Category Archives: Book Review

The Arab awakening, Islam and the new Middle East

Book Review:
The Arab awakening, Islam and the new Middle East
New York: Penguin, 2012. 273pp ISBN 978 1 846 14650 3
Reviewed by Fakiha Hassan Rizvi

The unexpected spectacle, astonishing for the world and a trigger for mass mobilization in Middle East, involved a street vendor setting himself alight in Tunisia. The defiance of Mohamed Bouazizi against state oppression is often labeled as the beginning of Arab uprising. However, The Arab awakening,Islam and the new Middle East urges readers to view the demonstrations in the Arab world objectively and by taking into account broader historical, political, social and economic contexts. Ramadan explores the appropriate term that should be
associated with mass protests in the Arab world, instead of blindly projecting them as ‘revolutions’ or ‘springs’, he calls it an ‘awakening’, with “cautious optimism”. The author connects the deep-rooted indicators of ‘social explosion’ like unemployment, illiteracy, lack of opportunities and despotism at a specific and general level in Middle East and North Africa (MENA). Tracing down the origins of these unprecedented mass mobilizations, The Arab Awakening, Islam and the New Middle East, finds a midway between the notions of ‘Western control and manipulation of Arab uprising’ and the ‘exaggerated optimism that if often linked with the change in Middle East’. According to the text, “cyber-dissidents” and digital activists were trained by foreign funded organizations (centers like Albert Einstein Institution and Freedom House), back in 2004, to promote non-violent protest through the use of social networks and digital technology. However, none of the Western powers could have
anticipated the reaction of Mohamed Bouazizi and the chain of reactions after his death. Resistance against dictatorial set ups scattered at an exponential rate. This propelled the Global North to give a patient hearing to the aspirations of the people.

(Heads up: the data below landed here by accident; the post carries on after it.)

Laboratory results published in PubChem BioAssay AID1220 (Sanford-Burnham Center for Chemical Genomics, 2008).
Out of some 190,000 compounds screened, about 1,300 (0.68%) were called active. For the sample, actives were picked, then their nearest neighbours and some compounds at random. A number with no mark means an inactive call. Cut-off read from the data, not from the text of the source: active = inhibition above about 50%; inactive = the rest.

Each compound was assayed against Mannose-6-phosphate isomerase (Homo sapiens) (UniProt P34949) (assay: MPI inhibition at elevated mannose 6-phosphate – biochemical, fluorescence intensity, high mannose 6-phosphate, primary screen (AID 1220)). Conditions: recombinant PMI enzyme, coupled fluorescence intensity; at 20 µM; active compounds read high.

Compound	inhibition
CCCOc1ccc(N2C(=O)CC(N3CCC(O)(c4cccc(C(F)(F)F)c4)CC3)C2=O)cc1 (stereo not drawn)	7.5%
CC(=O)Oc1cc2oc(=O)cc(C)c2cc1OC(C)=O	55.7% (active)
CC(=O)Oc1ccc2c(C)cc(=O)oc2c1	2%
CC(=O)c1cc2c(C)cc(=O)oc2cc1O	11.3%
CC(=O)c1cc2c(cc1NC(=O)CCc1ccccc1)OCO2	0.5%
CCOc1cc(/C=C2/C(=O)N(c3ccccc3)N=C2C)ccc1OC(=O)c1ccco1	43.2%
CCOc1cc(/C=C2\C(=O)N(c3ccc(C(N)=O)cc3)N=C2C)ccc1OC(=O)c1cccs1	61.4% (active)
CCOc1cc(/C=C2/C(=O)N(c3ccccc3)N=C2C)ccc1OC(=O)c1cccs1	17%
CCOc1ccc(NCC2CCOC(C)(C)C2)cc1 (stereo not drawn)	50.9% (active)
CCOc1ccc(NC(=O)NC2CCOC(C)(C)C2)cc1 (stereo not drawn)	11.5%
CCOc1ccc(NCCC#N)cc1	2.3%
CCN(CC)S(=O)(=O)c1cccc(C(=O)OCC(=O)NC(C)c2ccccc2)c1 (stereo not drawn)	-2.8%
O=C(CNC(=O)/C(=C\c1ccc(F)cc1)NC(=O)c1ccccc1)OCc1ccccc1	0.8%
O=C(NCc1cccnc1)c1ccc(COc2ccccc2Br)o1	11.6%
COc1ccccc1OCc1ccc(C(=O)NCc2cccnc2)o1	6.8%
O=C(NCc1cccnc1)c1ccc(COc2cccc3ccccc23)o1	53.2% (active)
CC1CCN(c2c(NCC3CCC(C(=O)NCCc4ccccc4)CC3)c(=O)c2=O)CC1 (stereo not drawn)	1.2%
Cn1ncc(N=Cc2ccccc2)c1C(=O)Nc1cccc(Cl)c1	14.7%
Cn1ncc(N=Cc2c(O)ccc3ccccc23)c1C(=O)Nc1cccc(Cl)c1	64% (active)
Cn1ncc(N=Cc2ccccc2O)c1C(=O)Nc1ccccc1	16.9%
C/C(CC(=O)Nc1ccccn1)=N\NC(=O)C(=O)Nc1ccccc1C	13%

The author links this ‘revolting attitude’ of the Arabs with Edward Said’s concept of ‘other’ by marking it as an end point of a “time worn” debate between “Secularism and Islam”, “Occidents and Orients” and “We and Others”. For Ramadan, “the other no longer remains the other” as it is striving for the same values179
(equality, dignity and freedom) that the West has always promised, but has failed to provide. To validate his hypothesis, the author refers to other events occurring in the wake of Arab uprising. Considering the death of Osama Bin Laden as a ‘media coup’ planned by the American president at an appropriate time he opines that this event itself indicated the extension of a friendly-hand from the West towards the Muslim. After eliminating a man known as the symbol of “anti-Western ideal” a new “political orientation” was established for Muslim-
majority countries. There was no reason for the West for not listening to the voices in Liberation Square (Tahrir Square) when they non-violently demanded for human dignity and an end to coercive measures employed by the dictator, Hosni Mubarak. Throughout the text, references are made that explicitly indicate dual-standards and moral relativism of the West for the sake of safeguarding economic and geo-political interests. While
the United States and other NATO countries accepted the aspirations of the people to some extent in Egypt and Tunisia, at the same time, it maintained close contacts with the military establishments of these countries. On the other hand, the mass movements in oil-rich petro-monarchies like Saudi Arabia, Bahrain and Qatar were downplayed and manipulated by the international media. The liberty to use Internet when curtailed